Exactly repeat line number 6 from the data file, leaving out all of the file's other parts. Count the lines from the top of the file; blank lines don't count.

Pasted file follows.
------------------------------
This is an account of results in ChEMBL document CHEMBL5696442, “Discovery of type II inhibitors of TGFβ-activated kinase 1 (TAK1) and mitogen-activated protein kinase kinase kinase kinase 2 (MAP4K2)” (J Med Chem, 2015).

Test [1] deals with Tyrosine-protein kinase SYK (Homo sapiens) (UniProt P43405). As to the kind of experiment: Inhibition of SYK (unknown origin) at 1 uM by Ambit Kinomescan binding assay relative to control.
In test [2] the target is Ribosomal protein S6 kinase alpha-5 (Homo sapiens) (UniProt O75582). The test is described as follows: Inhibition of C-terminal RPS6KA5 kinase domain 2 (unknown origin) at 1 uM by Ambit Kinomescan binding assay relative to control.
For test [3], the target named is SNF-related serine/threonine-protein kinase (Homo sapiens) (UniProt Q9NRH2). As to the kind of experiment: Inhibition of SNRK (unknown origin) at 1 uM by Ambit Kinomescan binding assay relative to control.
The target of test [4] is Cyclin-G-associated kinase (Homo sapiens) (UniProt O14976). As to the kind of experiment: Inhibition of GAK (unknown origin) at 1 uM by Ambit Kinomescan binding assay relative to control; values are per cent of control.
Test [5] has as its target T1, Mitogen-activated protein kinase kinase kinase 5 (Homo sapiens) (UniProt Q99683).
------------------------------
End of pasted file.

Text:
Test [5] has as its target T1, Mitogen-activated protein kinase kinase kinase 5 (Homo sapiens) (UniProt Q99683).